Commentary has appeared in Turkish and foreign newspapers this week about the latest move by the government to reintroduce Ottoman into the country’s educational curriculum. However, the main argument that should be addressed is not related to either an alphabet or a different language
The recent BBC report and the article in The Telegraph about the latest furor in Turkey might be confusing to a non-Turk: The Turkish National Educational Council has voted to introduce lessons in Ottoman Turkish in high schools. Those who oppose this move quote a number of reasons why such a move would be unacceptable, including that Turkey will become an Arabic-speaking country or that students will learn a language that their parents do not understand. And then there are those who state that there is no such language as Ottoman Turkish – that the only difference between Ottoman Turkish and modern Turkish is a different alphabet.
As a foreigner, at first I hung back from putting in my two-cents worth. But even though I am not a native Turk, I have had a number of encounters with Ottoman Turkish, perhaps more than the average Turk. So, here I am, wading in.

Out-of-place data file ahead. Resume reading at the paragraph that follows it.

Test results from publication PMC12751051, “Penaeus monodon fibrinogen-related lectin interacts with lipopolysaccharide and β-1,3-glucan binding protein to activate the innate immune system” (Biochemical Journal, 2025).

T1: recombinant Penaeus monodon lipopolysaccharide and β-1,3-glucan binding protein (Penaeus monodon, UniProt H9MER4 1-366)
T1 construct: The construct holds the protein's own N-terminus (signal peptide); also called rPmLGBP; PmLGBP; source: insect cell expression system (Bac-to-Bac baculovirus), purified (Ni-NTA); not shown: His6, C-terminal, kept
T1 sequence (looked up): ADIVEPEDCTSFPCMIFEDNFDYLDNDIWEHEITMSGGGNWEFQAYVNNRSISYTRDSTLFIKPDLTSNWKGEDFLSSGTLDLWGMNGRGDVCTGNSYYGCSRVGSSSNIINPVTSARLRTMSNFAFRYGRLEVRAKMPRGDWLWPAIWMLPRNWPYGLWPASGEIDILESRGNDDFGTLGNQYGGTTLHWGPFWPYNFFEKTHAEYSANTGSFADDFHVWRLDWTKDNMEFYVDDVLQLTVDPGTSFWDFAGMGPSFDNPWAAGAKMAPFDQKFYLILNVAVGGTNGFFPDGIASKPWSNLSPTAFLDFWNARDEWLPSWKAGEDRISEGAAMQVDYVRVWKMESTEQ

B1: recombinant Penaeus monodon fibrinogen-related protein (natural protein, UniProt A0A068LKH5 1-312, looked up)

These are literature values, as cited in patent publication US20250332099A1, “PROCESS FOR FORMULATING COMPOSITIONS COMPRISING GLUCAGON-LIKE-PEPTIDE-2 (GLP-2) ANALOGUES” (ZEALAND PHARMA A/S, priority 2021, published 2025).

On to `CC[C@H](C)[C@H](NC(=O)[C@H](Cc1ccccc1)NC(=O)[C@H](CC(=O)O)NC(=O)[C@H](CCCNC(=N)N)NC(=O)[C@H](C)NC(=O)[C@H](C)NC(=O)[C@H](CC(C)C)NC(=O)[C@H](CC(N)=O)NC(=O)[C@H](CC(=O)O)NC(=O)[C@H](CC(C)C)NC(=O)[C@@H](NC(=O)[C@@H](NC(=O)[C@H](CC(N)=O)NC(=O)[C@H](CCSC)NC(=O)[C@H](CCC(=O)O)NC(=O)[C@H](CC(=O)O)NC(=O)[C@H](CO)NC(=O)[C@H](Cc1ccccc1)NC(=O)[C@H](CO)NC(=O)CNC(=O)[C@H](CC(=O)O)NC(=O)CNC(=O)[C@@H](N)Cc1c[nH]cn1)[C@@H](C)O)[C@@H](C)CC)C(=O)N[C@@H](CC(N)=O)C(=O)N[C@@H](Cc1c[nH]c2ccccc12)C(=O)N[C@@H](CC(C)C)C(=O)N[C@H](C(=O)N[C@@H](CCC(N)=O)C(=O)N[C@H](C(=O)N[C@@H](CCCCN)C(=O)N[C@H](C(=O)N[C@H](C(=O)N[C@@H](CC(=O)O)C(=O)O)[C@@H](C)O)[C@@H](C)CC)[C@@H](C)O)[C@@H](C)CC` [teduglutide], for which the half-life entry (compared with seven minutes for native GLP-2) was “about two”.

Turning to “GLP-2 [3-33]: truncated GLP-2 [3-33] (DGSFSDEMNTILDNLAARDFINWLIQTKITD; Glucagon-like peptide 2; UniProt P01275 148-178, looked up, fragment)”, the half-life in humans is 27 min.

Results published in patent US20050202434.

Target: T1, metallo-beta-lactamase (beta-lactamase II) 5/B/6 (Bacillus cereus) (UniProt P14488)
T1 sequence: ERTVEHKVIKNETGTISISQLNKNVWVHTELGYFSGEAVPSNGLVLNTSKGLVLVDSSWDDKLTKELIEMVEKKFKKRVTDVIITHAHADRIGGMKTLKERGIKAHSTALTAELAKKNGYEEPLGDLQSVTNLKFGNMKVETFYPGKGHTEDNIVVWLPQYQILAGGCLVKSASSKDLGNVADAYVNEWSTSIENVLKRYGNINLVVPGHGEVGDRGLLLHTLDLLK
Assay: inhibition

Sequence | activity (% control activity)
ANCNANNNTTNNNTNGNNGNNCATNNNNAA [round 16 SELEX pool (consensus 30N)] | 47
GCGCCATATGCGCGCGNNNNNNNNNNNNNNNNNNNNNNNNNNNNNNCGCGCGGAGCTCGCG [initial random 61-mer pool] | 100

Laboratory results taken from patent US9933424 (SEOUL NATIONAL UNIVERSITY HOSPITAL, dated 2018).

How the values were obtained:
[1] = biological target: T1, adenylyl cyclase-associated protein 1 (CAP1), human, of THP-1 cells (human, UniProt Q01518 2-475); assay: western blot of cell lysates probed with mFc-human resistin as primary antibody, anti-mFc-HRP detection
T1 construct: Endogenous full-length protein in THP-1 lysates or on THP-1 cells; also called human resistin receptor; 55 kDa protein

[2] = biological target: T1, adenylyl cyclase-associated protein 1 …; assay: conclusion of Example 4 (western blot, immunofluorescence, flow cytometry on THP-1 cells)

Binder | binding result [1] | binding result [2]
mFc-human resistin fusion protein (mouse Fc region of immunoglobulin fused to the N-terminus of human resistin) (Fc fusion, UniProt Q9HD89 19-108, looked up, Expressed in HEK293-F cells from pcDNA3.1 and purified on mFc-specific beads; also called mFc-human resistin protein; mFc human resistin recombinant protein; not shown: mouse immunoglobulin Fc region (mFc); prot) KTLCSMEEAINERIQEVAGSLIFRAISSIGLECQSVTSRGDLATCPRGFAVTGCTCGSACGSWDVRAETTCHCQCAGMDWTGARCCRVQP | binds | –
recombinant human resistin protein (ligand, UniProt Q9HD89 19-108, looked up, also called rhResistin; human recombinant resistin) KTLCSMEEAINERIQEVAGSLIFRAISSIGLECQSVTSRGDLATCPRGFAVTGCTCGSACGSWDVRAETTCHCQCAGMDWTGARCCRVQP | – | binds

First of all, is Ottoman Turkish just a different alphabet? When I was 5-years-old and just learning how to write in English, my Russian grandmother came for a visit. "Oh, you are learning how to write. Let me teach you the Russian alphabet!" she said. Cool, I thought, and she taught me the letters. I promptly took the "d," "o" and "g" in Russian and wrote them together. "This is the word for dog then?" I naïvely asked. My grandmother was confused. "No, no, dog is "sobaka," not dog; a language is more than just an alphabet."
Yes, a language is more than just an alphabet. We read Beowulf in Latin letters, but can we understand it? Not on your nelly. I took a university course, which included Beowulf, and we had to use dictionaries to understand the language, which is called Old English. Language is much more than an alphabet, even when the languages are as close as Ottoman Turkish and modern Turkish.